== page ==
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There is a narrow "side deck" on the NT 32/34's. It's about a foot wide and you can shuffle forward and aft holding the rails along the salon roof. Side doors make docking easy in slips with finger piers. I just step out of starboard door with mid-ship line in hand, onto finger pier and cleat to pier before setting dock lines at stern and bow... easy-peasy (I dock bow in). Side doors also make it easy going forward for anchor work or mooring pick-up. Cruising between 7 and 10 knots, you can anticipate an average 2 GPH fuel burn (my average burn rate over 13 seasons). A steady 7 knots should come in less than 1.5 GPH. To Peter B's "9 knots is some way above her hull speed" comment, my semi-displacement NT32+, 270 HP 6BTA wide-open throttle at 2600 RPM tops out at 18 knots. Per Cummins, the sweet spot on my 6BTA is 2200 rpm, meaning I could run all day at about 12-14 knots (wind and weather permitting). Granted, at that speed, I'd be burning about 12 GPH, but nice to carry that speed if trying to run away from some weather. I normally cruise around 9 knots.
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Old 02-16-2018, 12:02 PM   #28
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Nice!`
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Old 02-16-2018, 05:05 PM   #29
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Groton. Sub base or Gales Ferry marina? Great cruising grounds at your doorstep and the Nt32 is an ideal New England boat to do it in! Congratulations.
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Old 02-16-2018, 05:14 PM   #30
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Quote:
Originally Posted by markpierce View Post
I lean toward boat handling rather than living space.
You like side decks. Others have a different opinion. Whatever works. Curious though, when would not having an aft side deck cause a major issue in regards to boat handling if access to the forward and midship area is accessible as explained by others?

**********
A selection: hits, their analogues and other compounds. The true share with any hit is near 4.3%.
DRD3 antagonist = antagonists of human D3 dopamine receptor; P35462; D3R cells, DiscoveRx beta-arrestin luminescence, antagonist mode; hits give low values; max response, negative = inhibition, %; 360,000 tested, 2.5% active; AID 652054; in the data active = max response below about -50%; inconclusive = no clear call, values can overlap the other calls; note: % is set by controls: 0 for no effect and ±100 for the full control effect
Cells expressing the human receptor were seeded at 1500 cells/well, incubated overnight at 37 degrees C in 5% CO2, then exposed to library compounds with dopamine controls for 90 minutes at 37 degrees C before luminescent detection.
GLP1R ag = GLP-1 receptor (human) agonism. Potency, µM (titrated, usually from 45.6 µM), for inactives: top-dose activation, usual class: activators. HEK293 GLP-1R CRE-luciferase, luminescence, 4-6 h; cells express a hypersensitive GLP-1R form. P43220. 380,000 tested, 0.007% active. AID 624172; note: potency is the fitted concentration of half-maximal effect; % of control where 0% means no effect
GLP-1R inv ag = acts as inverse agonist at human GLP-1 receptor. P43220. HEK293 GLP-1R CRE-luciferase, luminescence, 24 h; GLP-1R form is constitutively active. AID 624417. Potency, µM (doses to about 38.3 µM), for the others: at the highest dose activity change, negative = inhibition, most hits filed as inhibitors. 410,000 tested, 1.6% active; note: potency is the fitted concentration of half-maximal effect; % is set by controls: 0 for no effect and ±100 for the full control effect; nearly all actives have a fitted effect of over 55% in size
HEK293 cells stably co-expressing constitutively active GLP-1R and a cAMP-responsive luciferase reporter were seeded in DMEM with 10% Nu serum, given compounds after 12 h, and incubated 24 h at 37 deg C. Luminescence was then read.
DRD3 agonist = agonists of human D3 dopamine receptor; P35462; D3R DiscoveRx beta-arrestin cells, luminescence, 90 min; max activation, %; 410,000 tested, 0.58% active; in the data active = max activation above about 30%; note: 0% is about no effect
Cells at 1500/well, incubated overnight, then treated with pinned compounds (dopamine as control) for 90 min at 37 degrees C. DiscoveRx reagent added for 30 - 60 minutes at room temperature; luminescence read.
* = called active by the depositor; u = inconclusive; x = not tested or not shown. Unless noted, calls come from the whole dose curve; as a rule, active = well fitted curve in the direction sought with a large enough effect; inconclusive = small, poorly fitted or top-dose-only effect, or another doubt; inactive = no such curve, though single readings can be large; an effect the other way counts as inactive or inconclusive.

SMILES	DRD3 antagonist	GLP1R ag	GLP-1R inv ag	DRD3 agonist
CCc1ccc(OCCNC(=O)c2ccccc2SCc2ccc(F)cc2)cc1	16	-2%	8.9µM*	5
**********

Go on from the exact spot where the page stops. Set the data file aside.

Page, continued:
OP, congrats on your new boat.
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Old 02-16-2018, 05:43 PM   #31
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You like side decks. Others have a different opinion. Whatever works. Curious though, when would not having an aft side deck cause a major issue in regards to boat handling if access to the forward and midship area is accessible as explained by others?

OP, congrats on your new boat.
Wifey B: It means a line handler has to walk through and work their way by the helmperson. So, it could be less convenient, but nothing that can't be handled.

It comes down to use and the majority of your cruising.
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Old 02-16-2018, 05:47 PM   #32
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Congrats on a very nice boat. I think you will enjoy it.
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Old 02-16-2018, 05:49 PM   #33
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Wifey B: It means a line handler has to walk through and work their way by the helmperson. So, it could be less convenient, but nothing that can't be handled.

It comes down to use and the majority of your cruising.
YTrue, but irrelevant to a single hander like me.
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Old 02-16-2018, 05:50 PM   #34
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Groton. Sub base or Gales Ferry marina? Great cruising grounds at your doorstep and the Nt32 is an ideal New England boat to do it in! Congratulations.
Thanks. I will be keeping Brigadoon at the Shennecossett Yacht Club.